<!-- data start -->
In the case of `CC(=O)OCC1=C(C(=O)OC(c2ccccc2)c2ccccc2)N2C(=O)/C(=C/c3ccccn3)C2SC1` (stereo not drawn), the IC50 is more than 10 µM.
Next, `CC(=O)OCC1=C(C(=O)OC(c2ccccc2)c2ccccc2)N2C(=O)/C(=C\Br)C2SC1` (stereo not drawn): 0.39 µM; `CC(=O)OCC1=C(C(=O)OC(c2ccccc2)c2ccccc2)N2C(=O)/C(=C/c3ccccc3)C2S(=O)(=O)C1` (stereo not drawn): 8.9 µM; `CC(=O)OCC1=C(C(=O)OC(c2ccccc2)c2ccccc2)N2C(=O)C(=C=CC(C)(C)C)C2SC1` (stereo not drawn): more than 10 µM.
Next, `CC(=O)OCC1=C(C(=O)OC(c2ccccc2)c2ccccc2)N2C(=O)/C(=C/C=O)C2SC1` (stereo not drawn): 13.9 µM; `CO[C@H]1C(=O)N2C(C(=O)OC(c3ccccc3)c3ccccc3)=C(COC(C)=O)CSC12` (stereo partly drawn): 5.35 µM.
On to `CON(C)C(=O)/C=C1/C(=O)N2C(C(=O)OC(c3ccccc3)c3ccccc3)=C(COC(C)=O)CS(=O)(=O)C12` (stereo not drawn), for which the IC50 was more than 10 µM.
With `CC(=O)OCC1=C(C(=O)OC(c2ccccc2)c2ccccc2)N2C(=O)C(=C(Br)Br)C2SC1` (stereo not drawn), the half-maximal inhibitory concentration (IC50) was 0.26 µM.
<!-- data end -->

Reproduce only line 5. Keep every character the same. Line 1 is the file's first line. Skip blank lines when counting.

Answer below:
With `CC(=O)OCC1=C(C(=O)OC(c2ccccc2)c2ccccc2)N2C(=O)C(=C(Br)Br)C2SC1` (stereo not drawn), the half-maximal inhibitory concentration (IC50) was 0.26 µM.